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Five simple ways to protect your business! Five simple ways to protect your business!

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Apr 16

Five simple ways to protect your business!

Written by Deborah Boylan
Head of Employment

DDI: 01423 724637
M: 07815 049193
E: deborah.boylan@raworths.co.uk

There is no way of ensuring that you will never have to deal with a serious employee issue or face a tribunal claim.  There are, however, steps you can take to reduce the prospect.  Here are five:

1. Job advertisements and applications

Reduce the prospects of a discrimination claim by avoiding advertising:

  • For people with a certain number of years’ experience
  • Gender specific job titles like ‘cleaning lady’ or ‘handyman’.

2. Contracts of employment

Employees should be issued with a contract of employment within the first two months of employment.  Failing to issue them enables employees to claim compensation of either two or four weeks’ pay (a week’s pay is capped at the statutory amount which is £479 from 6 April 2016) if they also have a claim for something else e.g. unfair dismissal or discrimination.

3. (More) Contracts of employment

Don’t use the same contract for different roles.  It’s sensible to include additional clauses for more senior people in order to protect your business.  You may want to include clauses:

  • Protecting confidential information
  • Explaining that the business owns any inventions or work created whilst at or for work
  • Aimed at preventing the employee from:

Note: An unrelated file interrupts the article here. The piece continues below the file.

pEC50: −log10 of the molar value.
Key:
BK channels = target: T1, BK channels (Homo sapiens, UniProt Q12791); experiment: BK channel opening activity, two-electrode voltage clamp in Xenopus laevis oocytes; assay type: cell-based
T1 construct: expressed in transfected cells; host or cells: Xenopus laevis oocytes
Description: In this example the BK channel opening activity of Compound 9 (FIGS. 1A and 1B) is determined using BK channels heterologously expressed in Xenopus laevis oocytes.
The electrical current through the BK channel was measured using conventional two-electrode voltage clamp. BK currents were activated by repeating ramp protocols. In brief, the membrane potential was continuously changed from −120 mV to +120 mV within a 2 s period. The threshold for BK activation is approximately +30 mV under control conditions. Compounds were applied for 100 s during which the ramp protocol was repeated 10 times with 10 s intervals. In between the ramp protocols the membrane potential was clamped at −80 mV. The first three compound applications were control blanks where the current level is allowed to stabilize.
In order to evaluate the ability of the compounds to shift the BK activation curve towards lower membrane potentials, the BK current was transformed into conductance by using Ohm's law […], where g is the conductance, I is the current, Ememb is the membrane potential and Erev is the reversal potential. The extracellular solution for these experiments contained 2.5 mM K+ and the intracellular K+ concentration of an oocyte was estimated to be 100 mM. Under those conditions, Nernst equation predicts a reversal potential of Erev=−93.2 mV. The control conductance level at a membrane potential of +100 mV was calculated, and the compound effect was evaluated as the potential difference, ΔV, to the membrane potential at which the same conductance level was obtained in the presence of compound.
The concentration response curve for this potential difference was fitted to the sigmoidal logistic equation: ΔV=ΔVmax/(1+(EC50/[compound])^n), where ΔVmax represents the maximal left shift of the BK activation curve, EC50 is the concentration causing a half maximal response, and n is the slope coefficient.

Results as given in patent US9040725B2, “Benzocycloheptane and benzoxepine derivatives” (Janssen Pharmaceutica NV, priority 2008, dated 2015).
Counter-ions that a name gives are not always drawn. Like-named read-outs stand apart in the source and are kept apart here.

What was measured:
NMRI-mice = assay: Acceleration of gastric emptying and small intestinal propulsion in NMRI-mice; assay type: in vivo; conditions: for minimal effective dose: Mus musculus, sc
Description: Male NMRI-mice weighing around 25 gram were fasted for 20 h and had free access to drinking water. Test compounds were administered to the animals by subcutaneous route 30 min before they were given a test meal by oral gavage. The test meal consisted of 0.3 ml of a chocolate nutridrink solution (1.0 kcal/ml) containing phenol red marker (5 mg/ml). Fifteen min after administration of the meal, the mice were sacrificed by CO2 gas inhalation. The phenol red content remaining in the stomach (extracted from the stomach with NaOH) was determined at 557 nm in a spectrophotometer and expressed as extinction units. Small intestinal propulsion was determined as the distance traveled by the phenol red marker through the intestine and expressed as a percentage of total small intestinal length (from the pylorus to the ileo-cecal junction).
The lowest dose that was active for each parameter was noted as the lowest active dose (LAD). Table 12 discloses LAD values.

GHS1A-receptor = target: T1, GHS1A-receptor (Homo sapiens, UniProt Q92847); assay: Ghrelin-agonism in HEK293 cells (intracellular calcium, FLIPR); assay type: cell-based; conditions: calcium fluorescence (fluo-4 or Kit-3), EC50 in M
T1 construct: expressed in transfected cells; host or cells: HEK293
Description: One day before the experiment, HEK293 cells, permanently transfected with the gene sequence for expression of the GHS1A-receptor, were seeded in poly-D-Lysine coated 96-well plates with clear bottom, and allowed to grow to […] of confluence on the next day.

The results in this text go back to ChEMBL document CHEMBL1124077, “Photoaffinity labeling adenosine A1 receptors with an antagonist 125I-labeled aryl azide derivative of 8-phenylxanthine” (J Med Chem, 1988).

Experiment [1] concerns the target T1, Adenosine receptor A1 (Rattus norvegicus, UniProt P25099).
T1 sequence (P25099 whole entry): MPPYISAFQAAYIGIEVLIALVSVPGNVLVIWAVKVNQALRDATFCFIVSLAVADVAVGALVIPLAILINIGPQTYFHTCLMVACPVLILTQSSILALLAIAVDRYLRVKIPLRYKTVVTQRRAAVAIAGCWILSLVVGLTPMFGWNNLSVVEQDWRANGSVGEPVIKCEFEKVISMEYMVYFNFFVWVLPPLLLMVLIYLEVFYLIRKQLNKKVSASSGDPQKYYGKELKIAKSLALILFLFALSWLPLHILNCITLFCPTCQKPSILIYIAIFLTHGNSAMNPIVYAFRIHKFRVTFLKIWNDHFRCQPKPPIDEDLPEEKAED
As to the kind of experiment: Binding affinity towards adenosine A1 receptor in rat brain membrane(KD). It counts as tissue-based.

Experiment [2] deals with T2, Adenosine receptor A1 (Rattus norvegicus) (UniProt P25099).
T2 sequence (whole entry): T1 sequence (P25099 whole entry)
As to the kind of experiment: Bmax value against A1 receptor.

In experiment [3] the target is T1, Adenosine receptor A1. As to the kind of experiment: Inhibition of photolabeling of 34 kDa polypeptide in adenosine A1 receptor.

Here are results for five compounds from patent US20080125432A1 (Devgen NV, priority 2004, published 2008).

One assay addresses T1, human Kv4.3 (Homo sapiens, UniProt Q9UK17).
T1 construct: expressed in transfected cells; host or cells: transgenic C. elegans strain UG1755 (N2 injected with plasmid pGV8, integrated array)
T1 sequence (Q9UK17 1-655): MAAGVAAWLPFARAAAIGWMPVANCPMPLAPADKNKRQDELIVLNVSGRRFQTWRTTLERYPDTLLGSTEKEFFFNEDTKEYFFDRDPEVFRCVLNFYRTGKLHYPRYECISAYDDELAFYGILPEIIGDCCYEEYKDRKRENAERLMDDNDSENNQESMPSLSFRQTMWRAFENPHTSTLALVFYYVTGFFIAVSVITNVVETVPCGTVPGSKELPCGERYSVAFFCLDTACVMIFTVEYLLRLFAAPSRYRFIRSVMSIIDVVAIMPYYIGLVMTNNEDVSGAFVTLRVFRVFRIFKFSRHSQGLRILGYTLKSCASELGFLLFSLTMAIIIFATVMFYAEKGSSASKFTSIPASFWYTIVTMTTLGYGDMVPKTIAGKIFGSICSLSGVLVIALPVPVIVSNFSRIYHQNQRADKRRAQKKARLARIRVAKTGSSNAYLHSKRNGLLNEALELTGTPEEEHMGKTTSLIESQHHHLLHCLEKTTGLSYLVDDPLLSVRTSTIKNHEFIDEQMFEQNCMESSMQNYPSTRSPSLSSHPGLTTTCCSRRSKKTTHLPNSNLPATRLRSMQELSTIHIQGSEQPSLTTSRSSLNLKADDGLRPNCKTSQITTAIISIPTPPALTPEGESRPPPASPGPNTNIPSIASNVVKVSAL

• working for a competitor;
    • seeking work from existing customers/suppliers;
    • dealing with existing customers/suppliers

for a realistic period of time following the termination of employment.

4. Equal opportunities policy 

If one of your employees commits a discriminatory act towards another, the victim of that act could take legal action against your business as well as their colleague for discrimination.  If you have an equal opportunities policy and can show you have given the employees training on the policy, your business may be able to rely on the ‘statutory defence’ (i.e. that you have told employees not to commit discriminatory acts).  In those circumstances, if any compensation becomes payable, the employee who has committed the discriminatory act may be responsible for it.

5. Appraisals

Appraisals can be a good way of keeping employees informed of how well (or not) they are doing. They can also be a useful back-up when it comes to justifying a redundancy selection or performance management.  So it’s important to ensure that managers who conduct appraisals address any issues that need to be addressed and don’t just go through the motions.

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